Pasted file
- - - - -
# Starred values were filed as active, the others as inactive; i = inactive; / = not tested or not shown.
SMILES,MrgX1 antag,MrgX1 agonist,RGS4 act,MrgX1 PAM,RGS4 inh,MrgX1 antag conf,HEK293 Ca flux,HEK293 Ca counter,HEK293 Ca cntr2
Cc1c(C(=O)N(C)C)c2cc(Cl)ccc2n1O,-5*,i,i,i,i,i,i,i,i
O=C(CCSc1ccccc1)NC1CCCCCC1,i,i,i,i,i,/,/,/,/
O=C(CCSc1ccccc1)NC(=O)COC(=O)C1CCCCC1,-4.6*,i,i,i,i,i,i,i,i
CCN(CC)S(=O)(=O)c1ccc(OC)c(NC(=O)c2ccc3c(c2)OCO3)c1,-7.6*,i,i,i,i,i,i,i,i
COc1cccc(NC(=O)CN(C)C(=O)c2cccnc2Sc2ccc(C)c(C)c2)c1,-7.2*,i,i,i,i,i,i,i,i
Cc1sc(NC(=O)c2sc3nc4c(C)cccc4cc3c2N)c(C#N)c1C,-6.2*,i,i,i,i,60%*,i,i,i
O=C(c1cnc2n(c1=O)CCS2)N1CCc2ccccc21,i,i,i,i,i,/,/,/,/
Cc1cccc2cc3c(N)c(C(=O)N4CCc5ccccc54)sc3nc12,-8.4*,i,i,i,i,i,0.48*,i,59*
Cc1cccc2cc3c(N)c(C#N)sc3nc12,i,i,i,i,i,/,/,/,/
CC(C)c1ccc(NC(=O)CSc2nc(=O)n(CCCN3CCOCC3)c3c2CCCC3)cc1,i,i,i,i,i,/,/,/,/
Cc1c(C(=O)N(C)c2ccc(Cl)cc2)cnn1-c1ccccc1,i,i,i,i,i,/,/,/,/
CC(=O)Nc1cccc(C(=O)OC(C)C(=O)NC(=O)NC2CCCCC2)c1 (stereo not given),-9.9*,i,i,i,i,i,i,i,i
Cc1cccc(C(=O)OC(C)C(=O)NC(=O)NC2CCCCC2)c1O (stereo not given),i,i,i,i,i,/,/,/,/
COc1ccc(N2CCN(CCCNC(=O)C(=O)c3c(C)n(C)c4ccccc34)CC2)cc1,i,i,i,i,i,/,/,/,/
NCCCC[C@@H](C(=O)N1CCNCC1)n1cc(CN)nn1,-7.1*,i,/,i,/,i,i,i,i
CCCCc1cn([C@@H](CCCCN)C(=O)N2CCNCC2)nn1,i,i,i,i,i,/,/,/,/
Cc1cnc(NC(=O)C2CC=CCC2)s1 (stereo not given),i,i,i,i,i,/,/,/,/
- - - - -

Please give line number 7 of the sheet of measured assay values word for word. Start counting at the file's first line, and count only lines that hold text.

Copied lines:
COc1cccc(NC(=O)CN(C)C(=O)c2cccnc2Sc2ccc(C)c(C)c2)c1,-7.2*,i,i,i,i,i,i,i,i